Mathematical Problems in Engineering

Mathematical Problems in Engineering / 2011 / Article

Research Article | Open Access

Volume 2011 |Article ID 258734 | https://doi.org/10.1155/2011/258734

M. Sheikholeslami, H. R. Ashorynejad, D. D. Ganji, A. Kolahdooz, "Investigation of Rotating MHD Viscous Flow and Heat Transfer between Stretching and Porous Surfaces Using Analytical Method", Mathematical Problems in Engineering, vol. 2011, Article ID 258734, 17 pages, 2011. https://doi.org/10.1155/2011/258734

Investigation of Rotating MHD Viscous Flow and Heat Transfer between Stretching and Porous Surfaces Using Analytical Method

Academic Editor: Ezzat G. Bakhoum
Received17 May 2011
Accepted29 Jul 2011
Published13 Oct 2011

Abstract

Hydromagnetic flow between two horizontal plates in a rotating system, where the lower plate is a stretching sheet and the upper is a porous solid plate, is analyzed. Heat transfer in an electrically conducting fluid bonded by two parallel plates is studied in the presence of viscous dissipation. The equations of conservation of mass and momentum and energy are reduced to a nonlinear ordinary differential equations system. Homotopy perturbation method is used to get complete analytic solution for velocity and temperature profiles. Results show an acceptable agreement between this method results and numerical solution. Also the effects of different parameters are discussed through graphs.

1. Introduction

Flow of a viscose fluid over a stretching surface has important applications in polymer industries. For instance, a number of technical processes concerning polymers involve the cooling of continuous strips extruded from a die by drawing them through a quiescent fluid with controlled cooling system, and in the process of drawing, these strips are sometimes stretched.

Glass blowing, continuous casting of metals, and spinning of fibers also involve the flow over a stretching surface. In all these cases, the quality of the final product depends on the rate of heat transfer on the stretching surface.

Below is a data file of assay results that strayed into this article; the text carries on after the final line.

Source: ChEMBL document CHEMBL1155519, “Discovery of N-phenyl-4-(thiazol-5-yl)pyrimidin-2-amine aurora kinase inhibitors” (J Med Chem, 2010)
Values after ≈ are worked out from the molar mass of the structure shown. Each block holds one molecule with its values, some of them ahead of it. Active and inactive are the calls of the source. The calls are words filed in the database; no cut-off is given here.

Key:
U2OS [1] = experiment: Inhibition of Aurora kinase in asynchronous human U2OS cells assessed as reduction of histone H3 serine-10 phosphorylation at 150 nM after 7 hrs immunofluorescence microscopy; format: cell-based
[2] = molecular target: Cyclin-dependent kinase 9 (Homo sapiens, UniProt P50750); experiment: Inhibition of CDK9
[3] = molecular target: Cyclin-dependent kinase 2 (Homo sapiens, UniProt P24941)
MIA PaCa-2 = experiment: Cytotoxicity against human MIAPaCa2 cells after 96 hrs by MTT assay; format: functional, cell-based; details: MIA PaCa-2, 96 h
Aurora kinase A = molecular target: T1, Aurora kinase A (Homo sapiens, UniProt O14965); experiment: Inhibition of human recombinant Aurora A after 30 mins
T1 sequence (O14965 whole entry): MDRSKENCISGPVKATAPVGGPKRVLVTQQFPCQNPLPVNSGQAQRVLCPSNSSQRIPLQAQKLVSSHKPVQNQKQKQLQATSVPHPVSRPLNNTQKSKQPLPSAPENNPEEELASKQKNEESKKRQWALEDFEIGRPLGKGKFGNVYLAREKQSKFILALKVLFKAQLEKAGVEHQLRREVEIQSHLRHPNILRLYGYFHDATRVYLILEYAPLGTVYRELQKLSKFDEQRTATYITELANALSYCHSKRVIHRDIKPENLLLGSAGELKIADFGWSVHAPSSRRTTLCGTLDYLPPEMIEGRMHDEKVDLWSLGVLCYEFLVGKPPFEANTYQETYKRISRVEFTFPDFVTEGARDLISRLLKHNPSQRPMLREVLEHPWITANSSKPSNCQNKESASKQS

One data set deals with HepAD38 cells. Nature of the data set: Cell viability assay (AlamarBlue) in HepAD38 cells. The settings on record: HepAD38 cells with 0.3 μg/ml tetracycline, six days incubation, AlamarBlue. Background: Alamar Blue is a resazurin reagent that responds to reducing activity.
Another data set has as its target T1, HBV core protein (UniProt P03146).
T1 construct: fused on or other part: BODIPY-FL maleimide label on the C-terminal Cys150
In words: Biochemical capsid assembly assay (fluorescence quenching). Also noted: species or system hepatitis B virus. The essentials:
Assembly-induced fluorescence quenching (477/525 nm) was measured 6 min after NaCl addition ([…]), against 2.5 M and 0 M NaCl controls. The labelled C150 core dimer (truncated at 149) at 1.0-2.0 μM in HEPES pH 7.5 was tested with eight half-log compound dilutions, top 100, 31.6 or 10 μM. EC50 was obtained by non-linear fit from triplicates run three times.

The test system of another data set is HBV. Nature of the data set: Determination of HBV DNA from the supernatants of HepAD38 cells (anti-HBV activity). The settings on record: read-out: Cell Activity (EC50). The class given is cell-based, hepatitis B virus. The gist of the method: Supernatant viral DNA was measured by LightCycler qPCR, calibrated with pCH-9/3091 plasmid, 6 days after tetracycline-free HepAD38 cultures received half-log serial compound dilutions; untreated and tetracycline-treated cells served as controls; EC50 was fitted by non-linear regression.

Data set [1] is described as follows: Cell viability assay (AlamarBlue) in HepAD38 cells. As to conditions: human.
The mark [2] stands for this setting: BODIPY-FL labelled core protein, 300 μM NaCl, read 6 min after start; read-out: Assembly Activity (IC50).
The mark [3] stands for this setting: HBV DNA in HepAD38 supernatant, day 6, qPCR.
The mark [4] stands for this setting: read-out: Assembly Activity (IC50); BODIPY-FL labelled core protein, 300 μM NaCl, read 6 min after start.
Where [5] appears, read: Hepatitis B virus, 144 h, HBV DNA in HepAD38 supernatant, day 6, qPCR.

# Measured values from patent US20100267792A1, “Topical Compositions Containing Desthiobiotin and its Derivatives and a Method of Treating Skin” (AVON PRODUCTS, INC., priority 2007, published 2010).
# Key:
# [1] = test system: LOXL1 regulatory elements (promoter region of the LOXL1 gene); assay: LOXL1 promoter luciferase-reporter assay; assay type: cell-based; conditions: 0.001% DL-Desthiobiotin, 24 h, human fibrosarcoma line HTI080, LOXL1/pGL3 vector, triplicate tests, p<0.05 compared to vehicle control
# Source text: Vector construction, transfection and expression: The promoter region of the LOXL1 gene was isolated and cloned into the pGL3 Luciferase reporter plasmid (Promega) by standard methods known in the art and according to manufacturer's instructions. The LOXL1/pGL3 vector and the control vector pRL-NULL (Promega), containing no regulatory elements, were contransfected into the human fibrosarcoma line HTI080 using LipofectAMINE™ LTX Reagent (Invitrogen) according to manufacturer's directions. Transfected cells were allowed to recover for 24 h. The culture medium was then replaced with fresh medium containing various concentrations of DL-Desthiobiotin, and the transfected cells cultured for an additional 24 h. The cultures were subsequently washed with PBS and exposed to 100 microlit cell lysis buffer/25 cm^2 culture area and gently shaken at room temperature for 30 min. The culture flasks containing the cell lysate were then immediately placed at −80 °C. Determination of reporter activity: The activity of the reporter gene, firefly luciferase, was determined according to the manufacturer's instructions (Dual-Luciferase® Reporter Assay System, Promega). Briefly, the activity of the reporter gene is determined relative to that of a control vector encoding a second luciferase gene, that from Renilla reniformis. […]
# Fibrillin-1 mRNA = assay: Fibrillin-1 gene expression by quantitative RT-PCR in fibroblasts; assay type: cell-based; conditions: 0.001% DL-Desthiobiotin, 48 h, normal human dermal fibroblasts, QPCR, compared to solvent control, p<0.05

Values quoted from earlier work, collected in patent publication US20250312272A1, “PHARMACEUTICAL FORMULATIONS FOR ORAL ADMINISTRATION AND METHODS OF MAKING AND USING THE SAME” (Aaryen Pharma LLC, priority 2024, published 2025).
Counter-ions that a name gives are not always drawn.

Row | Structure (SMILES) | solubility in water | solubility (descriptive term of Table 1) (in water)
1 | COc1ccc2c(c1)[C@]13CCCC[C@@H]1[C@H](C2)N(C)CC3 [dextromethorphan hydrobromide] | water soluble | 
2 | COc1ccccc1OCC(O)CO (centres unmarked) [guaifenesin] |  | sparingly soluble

Dutta et al. [1] studied the temperature field in the flow over a stretching surface subjected to uniform heat flux. Andersson et al. [2] investigated the unsteady two-dimensional non-Newtonian flow of a power-law fluid past a stretching surface. Bujurke et al. [3] and Dandapat and Gupta [4] examined the temperature distribution in the steady boundary layers of a second-grade fluid near a stretching surface. P. S. Gupta and A. S. Gupta [5] investigated the heat and mass transfer on a stretching sheet with suction or blowing. Sakiadis [6] firstly studied the boundary layer flow over a stretched surface moving with constant velocity. Erickson et al. [7] extended the work of Sakiadis to include blowing or suction at the stretched sheet surface on a continuous moving surface with constant speed and investigated its effects on the heat and mass transfer in the boundary layer.

In recent years, the effect of magnetic field in different engineering applications such as the cooling of reactors and many metallurgical processes involve the cooling of continuous tiles has been under more considerable attention. Several engineering processes, such as materials manufactured by extrusion processes and heat-treated materials traveling between a feed roll and a wind-up roll on convey belts possess the characteristics of a moving continuous surface, are just some examples of applications which involve the problem discussed above.